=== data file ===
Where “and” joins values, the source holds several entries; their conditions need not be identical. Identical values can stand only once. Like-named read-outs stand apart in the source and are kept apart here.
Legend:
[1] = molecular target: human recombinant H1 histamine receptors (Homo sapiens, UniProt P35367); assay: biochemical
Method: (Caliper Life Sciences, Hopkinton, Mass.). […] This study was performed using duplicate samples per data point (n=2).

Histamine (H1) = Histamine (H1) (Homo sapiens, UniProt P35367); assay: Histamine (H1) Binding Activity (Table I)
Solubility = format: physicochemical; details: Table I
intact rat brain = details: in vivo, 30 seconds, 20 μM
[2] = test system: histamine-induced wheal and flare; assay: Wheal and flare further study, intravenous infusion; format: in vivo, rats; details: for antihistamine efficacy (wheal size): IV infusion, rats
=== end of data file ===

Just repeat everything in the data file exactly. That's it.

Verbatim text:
Where “and” joins values, the source holds several entries; their conditions need not be identical. Identical values can stand only once. Like-named read-outs stand apart in the source and are kept apart here.
Legend:
[1] = molecular target: human recombinant H1 histamine receptors (Homo sapiens, UniProt P35367); assay: biochemical
Method: (Caliper Life Sciences, Hopkinton, Mass.). […] This study was performed using duplicate samples per data point (n=2).

Histamine (H1) = Histamine (H1) (Homo sapiens, UniProt P35367); assay: Histamine (H1) Binding Activity (Table I)
Solubility = format: physicochemical; details: Table I
intact rat brain = details: in vivo, 30 seconds, 20 μM
[2] = test system: histamine-induced wheal and flare; assay: Wheal and flare further study, intravenous infusion; format: in vivo, rats; details: for antihistamine efficacy (wheal size): IV infusion, rats